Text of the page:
kmaclean writes, "VoxForge collects free GPL Transcribed Speech Audio that can be used in the creation of Acoustic Models for use with Open Source Speech Recognition Engines. We are essentially creating a user-submitted repository of the 'source' speech audio for the creation of Acoustic Models to be used by Speech Recognition Engines. The Speech Audio files will then be 'compiled' into Acoustic Models for use with Open Source Speech Recognition engines such as Sphinx, HTK, CAVS and Julius." Read on for why we need free GPL speech audio.
Krishna Dagli writes to mention an article at the Guardian site about an increasing interest in the possibility of identifying users by their 'clickprint', or online access habits. The article discusses a new paper on online identification written by two American professors. The piece posits that not only is nailing down individual users by their habits useful for advertisers looking to sell products, it may be possible to use this information to flag stolen identities. From the article: "'Our main finding is that even trivial features in an internet session can distinguish users,' Padmanabhan told the Wharton Review. 'People do seem to have individual browsing behaviors.' The duo found that anywhere from three to 16 sessions are needed to identify an individual's clickprint ... In one example, they found that from just seven aggregated sessions they could distinguish between two different surfers with a confidence of 86.7%. Given 51 sessions, the confidence level rose to 99.4%."
Da Massive writes, "Debian GNU/Linux is experimenting with a new project called Dunc-Tank, which is aimed at securing funding to pay two key release managers — Steve Langasek and Andi Barth — in an effort to ensure the forthcoming Debian 4.0, known as etch, is released on time in December." Dunc-Tank is not affiliated with the Debian Project directly, and in fact was controversial on the debian-private list.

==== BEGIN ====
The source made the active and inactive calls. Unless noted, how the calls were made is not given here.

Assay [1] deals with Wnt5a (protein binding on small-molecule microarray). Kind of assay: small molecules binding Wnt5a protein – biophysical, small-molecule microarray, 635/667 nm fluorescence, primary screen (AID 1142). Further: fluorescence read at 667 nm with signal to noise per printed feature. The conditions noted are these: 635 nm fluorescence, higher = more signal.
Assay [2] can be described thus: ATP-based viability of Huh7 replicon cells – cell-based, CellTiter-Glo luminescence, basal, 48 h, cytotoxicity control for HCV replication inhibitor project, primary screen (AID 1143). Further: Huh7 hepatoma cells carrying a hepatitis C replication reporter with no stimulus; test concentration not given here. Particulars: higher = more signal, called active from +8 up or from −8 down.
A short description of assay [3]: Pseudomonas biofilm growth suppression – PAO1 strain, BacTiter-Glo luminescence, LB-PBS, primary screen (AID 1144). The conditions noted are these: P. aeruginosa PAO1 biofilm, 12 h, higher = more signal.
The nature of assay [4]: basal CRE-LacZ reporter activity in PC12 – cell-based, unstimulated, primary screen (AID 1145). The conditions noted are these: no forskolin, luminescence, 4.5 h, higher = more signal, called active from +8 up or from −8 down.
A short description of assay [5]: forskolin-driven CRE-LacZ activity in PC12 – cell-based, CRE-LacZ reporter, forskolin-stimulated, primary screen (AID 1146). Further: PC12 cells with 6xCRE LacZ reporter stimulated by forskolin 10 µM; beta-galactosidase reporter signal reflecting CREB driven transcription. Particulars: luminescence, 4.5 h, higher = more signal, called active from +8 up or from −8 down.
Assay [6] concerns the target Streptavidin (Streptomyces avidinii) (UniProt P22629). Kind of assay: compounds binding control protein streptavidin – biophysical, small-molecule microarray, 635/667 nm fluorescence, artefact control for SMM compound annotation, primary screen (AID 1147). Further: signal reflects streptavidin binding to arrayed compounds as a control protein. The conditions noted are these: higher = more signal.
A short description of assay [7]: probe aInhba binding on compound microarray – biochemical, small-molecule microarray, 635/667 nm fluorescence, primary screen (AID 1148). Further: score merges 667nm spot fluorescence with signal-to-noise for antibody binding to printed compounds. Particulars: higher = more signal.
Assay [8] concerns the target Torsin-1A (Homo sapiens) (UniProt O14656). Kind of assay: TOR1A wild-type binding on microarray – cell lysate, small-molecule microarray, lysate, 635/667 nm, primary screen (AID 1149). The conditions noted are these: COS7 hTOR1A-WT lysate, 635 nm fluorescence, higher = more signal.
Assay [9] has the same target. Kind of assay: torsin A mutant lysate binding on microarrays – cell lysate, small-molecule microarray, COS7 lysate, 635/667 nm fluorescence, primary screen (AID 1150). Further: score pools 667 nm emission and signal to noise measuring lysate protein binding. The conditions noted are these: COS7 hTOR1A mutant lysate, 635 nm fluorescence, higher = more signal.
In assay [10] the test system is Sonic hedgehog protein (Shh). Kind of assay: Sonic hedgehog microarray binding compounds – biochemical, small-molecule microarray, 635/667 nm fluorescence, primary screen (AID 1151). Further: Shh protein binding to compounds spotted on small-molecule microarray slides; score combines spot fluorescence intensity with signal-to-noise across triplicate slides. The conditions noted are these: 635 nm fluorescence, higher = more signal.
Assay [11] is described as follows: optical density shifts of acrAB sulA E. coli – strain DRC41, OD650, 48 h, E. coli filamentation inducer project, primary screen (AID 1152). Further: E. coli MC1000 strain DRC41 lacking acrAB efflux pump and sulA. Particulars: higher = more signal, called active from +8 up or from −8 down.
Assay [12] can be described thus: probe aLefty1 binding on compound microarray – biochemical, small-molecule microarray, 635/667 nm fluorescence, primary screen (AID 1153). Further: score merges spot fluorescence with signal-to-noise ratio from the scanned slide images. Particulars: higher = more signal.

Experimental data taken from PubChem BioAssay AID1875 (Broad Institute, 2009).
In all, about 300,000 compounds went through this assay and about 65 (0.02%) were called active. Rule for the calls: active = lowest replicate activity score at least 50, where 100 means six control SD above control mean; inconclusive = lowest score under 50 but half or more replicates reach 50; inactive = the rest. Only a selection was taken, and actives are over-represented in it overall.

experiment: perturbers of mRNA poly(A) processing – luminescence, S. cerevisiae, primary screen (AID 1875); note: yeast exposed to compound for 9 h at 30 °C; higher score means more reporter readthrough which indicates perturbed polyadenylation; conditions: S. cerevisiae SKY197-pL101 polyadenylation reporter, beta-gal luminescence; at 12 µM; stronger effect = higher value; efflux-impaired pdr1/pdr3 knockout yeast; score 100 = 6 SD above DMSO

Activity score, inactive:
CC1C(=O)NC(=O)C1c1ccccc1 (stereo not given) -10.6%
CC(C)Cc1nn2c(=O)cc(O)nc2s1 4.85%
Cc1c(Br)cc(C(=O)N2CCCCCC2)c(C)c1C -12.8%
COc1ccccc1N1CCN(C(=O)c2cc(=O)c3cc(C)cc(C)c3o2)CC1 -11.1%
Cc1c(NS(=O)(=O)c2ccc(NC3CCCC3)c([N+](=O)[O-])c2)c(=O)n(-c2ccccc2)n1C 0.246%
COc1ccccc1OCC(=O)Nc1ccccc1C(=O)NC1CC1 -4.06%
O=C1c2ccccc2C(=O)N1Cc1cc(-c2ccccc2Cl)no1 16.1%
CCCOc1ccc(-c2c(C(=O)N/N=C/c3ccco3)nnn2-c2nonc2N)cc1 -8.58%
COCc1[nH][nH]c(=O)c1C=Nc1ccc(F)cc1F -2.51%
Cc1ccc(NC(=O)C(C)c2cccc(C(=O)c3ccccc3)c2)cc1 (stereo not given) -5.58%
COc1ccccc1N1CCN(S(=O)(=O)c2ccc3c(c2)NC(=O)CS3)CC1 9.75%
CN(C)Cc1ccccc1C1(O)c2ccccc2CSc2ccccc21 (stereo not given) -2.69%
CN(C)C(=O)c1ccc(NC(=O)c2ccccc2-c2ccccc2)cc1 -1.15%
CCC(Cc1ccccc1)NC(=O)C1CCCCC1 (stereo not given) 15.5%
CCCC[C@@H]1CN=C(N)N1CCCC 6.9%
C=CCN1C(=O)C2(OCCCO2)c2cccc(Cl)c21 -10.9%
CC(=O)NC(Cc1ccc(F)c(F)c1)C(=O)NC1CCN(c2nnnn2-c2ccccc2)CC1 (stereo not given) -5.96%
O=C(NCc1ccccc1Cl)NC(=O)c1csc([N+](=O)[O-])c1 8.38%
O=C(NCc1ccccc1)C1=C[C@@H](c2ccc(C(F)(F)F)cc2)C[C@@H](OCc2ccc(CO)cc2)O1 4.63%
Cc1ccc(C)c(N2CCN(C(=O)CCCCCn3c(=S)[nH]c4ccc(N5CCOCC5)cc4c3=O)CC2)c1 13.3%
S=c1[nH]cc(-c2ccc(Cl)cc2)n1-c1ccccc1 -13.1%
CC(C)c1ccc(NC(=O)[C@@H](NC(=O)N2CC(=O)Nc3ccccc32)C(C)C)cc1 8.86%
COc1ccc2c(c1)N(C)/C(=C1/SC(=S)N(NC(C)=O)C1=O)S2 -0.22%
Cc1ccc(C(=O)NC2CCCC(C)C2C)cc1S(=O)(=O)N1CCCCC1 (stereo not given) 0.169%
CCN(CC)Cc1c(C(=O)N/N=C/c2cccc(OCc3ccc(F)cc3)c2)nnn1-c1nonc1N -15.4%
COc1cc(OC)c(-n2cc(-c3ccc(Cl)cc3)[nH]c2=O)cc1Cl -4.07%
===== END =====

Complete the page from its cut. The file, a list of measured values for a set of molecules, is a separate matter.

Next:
And since we are speaking about 9/11, don't forget it was probably an inside job organized by your government: http://truth.provostdesigns.com/
ludwigvan968 writes "The University of Texas New Media Initiative in association with Google's Summer of Code program have been working on a project to make sharing files over the internet easier than ever before. Summer of Code intern Evan Wilson just released Project Snakebite, the first fully automatic BitTorrent server. Just as with a normal webserver, you drop files in a folder to share them. Snakebite takes care of generating torrent files and running a tracker and a seeder for each file. Additionally, it builds a user-customizable link page with all of your files. It will even register your Snakebite server with an easy to remember URL for people that can't remember their IP. Snakebite is free and open software and is currently released for Debian. It's fully portable to both Windows and OS X and the developers just need some help packaging it."
An anonymous reader writes "A recent study on spam has revealed that spammers see a return between 4.9% and 6% when selling stocks they have bought low and spammed the world with." From the article: "The researchers say that approximately 730 million spam e-mails are sent every week, 15% of which tout stocks. Other estimates of spam volumes are far higher. The study, by Professor Laura Frieder of Purdue University in the US and Professor Jonathan Zittrain from Oxford University's Internet Institute in the UK, analysed more than 75,000 unsolicited e-mails. All of the messages touting stocks and shares were sent between January 2004 and July 2005."